Anti-drink campaigners were quick out of the blocks this week to denounce tax cut campaigns by parts of the hospitality industry. Alcohol Action Ireland, an advocacy group, described calls by publicans and restaurateurs for alcohol VAT cuts to weather the crisis as “irresponsible”. It is likely, however, that the group may have misinterpreted the intention of the VAT-cut proposals.
The two publican lobby groups, the Licensed Vintners Association and Vintners Federation of Ireland, have banded together with manufacturers’ group Drinks Industry Ireland to call for a temporary cut in VAT charged on pub drink sales from 23 per cent to 9 per cent.
Meanwhile, the Restaurants Association of Ireland this week called for a 5 per cent “composite” VAT rate on alcohol and food sold together as meals, which would benefit its gastropub members.
Alcohol Action Ireland subsequently wrote to The Irish Times to denounce what it viewed as calls to “reduce the cost of alcohol and further fuel an already flaming public health crisis of alcohol harm”.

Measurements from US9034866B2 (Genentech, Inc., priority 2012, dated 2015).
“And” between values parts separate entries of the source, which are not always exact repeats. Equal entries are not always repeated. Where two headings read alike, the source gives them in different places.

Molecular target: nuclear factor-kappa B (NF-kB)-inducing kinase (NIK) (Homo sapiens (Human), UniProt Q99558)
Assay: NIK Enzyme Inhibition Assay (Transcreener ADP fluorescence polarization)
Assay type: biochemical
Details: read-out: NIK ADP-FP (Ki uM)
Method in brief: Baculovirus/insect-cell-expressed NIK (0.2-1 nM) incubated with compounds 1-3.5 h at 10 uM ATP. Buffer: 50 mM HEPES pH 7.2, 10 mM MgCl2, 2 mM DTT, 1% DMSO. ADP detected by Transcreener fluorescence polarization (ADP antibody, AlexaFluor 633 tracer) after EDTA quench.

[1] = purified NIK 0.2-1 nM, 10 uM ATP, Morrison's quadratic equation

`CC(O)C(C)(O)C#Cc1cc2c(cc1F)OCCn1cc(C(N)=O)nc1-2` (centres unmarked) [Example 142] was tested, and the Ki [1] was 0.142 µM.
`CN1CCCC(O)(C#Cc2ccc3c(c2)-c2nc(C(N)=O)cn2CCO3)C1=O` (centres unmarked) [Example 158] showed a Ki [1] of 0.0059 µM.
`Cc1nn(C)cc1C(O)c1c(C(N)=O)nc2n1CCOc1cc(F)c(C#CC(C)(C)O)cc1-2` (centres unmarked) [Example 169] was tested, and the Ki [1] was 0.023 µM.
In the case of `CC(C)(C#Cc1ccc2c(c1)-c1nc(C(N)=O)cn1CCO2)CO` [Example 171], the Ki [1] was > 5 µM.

It added: “Reducing alcohol taxes would simply stimulate an increase of alcohol use, which evidence demonstrates will cause further harm.”
However, the calls for VAT cuts are not intended by the industry to allow for publicans or restaurateurs to cut the price of drink to tempt more consumers. Price is not the issue. Customers are not staying away because drink is too expensive. They are absent because of social distancing, causing huge losses.
It is the intention of publicans and restaurateurs to pocket any VAT reduction to repair their battered margins, while keeping prices for consumers the same. This is what happened in 2011 when the incoming Fine Gael-led administration cut tourism VAT to 9 per cent. It was a highly targeted indirect bailout of the sector, adding 4.5 percentage points straight to most operators’ bottom lines.
The Government is coming under increasing pressure to repeat the trick in 2020 to prevent a wave of insolvencies.